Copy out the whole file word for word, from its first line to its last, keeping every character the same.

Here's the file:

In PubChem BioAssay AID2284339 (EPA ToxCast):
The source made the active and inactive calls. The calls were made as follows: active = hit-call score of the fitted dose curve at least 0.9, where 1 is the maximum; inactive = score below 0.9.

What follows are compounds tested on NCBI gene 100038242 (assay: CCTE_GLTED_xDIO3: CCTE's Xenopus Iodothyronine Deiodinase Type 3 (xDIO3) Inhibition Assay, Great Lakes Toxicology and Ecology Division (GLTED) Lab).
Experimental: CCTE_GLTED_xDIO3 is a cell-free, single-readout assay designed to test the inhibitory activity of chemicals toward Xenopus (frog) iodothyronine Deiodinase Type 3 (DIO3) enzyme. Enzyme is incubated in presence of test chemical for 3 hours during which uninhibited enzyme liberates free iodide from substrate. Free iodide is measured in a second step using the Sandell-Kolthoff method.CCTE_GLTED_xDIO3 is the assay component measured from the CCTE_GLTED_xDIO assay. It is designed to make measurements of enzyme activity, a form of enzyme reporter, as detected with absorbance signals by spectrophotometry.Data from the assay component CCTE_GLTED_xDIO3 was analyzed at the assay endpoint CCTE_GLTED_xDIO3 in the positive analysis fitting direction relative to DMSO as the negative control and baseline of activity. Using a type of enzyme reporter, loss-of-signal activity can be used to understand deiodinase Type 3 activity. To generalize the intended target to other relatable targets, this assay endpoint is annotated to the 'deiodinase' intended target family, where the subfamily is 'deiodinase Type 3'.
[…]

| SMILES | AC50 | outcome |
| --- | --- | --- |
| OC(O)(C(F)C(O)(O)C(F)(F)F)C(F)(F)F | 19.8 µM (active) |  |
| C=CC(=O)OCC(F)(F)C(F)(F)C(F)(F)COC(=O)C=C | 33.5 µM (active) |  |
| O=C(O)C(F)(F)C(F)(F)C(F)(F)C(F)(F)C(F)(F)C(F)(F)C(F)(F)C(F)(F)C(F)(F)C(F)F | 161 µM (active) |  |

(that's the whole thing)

In PubChem BioAssay AID2284339 (EPA ToxCast):
The source made the active and inactive calls. The calls were made as follows: active = hit-call score of the fitted dose curve at least 0.9, where 1 is the maximum; inactive = score below 0.9.

What follows are compounds tested on NCBI gene 100038242 (assay: CCTE_GLTED_xDIO3: CCTE's Xenopus Iodothyronine Deiodinase Type 3 (xDIO3) Inhibition Assay, Great Lakes Toxicology and Ecology Division (GLTED) Lab).
Experimental: CCTE_GLTED_xDIO3 is a cell-free, single-readout assay designed to test the inhibitory activity of chemicals toward Xenopus (frog) iodothyronine Deiodinase Type 3 (DIO3) enzyme. Enzyme is incubated in presence of test chemical for 3 hours during which uninhibited enzyme liberates free iodide from substrate. Free iodide is measured in a second step using the Sandell-Kolthoff method.CCTE_GLTED_xDIO3 is the assay component measured from the CCTE_GLTED_xDIO assay. It is designed to make measurements of enzyme activity, a form of enzyme reporter, as detected with absorbance signals by spectrophotometry.Data from the assay component CCTE_GLTED_xDIO3 was analyzed at the assay endpoint CCTE_GLTED_xDIO3 in the positive analysis fitting direction relative to DMSO as the negative control and baseline of activity. Using a type of enzyme reporter, loss-of-signal activity can be used to understand deiodinase Type 3 activity. To generalize the intended target to other relatable targets, this assay endpoint is annotated to the 'deiodinase' intended target family, where the subfamily is 'deiodinase Type 3'.
[…]

| SMILES | AC50 | outcome |
| --- | --- | --- |
| OC(O)(C(F)C(O)(O)C(F)(F)F)C(F)(F)F | 19.8 µM (active) |  |
| C=CC(=O)OCC(F)(F)C(F)(F)C(F)(F)COC(=O)C=C | 33.5 µM (active) |  |
| O=C(O)C(F)(F)C(F)(F)C(F)(F)C(F)(F)C(F)(F)C(F)(F)C(F)(F)C(F)(F)C(F)(F)C(F)F | 161 µM (active) |  |